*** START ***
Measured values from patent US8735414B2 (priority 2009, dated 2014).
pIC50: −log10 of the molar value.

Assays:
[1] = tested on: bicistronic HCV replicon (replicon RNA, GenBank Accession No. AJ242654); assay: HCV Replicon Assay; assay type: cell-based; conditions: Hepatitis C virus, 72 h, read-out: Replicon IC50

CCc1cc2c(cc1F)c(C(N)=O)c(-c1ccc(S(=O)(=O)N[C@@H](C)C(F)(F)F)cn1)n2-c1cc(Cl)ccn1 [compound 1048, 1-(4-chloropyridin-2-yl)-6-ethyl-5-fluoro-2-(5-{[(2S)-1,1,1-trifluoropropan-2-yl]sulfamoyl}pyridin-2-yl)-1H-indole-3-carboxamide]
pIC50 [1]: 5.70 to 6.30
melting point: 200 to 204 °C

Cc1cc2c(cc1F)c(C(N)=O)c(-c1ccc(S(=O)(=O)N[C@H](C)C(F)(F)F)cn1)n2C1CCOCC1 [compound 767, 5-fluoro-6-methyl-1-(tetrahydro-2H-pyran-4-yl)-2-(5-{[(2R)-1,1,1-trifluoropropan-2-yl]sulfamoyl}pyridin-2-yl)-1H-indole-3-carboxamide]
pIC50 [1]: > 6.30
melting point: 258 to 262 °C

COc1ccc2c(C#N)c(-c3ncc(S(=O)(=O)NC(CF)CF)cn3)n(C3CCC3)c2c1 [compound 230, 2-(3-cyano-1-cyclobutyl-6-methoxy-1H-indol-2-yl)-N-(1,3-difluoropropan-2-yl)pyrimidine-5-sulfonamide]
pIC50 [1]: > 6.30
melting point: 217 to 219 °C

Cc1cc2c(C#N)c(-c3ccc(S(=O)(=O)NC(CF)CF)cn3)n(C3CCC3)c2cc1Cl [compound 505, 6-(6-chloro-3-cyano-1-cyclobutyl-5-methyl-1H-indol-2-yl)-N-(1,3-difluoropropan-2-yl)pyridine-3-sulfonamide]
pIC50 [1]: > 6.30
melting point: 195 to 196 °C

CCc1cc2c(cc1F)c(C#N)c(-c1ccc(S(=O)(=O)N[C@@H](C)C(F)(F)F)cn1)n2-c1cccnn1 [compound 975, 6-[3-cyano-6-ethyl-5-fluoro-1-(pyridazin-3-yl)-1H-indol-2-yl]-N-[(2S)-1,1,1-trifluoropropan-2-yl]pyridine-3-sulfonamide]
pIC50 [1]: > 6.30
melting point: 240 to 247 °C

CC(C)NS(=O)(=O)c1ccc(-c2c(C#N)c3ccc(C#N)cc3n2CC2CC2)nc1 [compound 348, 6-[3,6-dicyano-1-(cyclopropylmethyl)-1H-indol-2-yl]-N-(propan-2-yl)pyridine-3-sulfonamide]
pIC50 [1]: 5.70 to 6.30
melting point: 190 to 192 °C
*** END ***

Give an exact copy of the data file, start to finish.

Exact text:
Measured values from patent US8735414B2 (priority 2009, dated 2014).
pIC50: −log10 of the molar value.

Assays:
[1] = tested on: bicistronic HCV replicon (replicon RNA, GenBank Accession No. AJ242654); assay: HCV Replicon Assay; assay type: cell-based; conditions: Hepatitis C virus, 72 h, read-out: Replicon IC50

CCc1cc2c(cc1F)c(C(N)=O)c(-c1ccc(S(=O)(=O)N[C@@H](C)C(F)(F)F)cn1)n2-c1cc(Cl)ccn1 [compound 1048, 1-(4-chloropyridin-2-yl)-6-ethyl-5-fluoro-2-(5-{[(2S)-1,1,1-trifluoropropan-2-yl]sulfamoyl}pyridin-2-yl)-1H-indole-3-carboxamide]
pIC50 [1]: 5.70 to 6.30
melting point: 200 to 204 °C

Cc1cc2c(cc1F)c(C(N)=O)c(-c1ccc(S(=O)(=O)N[C@H](C)C(F)(F)F)cn1)n2C1CCOCC1 [compound 767, 5-fluoro-6-methyl-1-(tetrahydro-2H-pyran-4-yl)-2-(5-{[(2R)-1,1,1-trifluoropropan-2-yl]sulfamoyl}pyridin-2-yl)-1H-indole-3-carboxamide]
pIC50 [1]: > 6.30
melting point: 258 to 262 °C

COc1ccc2c(C#N)c(-c3ncc(S(=O)(=O)NC(CF)CF)cn3)n(C3CCC3)c2c1 [compound 230, 2-(3-cyano-1-cyclobutyl-6-methoxy-1H-indol-2-yl)-N-(1,3-difluoropropan-2-yl)pyrimidine-5-sulfonamide]
pIC50 [1]: > 6.30
melting point: 217 to 219 °C

Cc1cc2c(C#N)c(-c3ccc(S(=O)(=O)NC(CF)CF)cn3)n(C3CCC3)c2cc1Cl [compound 505, 6-(6-chloro-3-cyano-1-cyclobutyl-5-methyl-1H-indol-2-yl)-N-(1,3-difluoropropan-2-yl)pyridine-3-sulfonamide]
pIC50 [1]: > 6.30
melting point: 195 to 196 °C

CCc1cc2c(cc1F)c(C#N)c(-c1ccc(S(=O)(=O)N[C@@H](C)C(F)(F)F)cn1)n2-c1cccnn1 [compound 975, 6-[3-cyano-6-ethyl-5-fluoro-1-(pyridazin-3-yl)-1H-indol-2-yl]-N-[(2S)-1,1,1-trifluoropropan-2-yl]pyridine-3-sulfonamide]
pIC50 [1]: > 6.30
melting point: 240 to 247 °C

CC(C)NS(=O)(=O)c1ccc(-c2c(C#N)c3ccc(C#N)cc3n2CC2CC2)nc1 [compound 348, 6-[3,6-dicyano-1-(cyclopropylmethyl)-1H-indol-2-yl]-N-(propan-2-yl)pyridine-3-sulfonamide]
pIC50 [1]: 5.70 to 6.30
melting point: 190 to 192 °C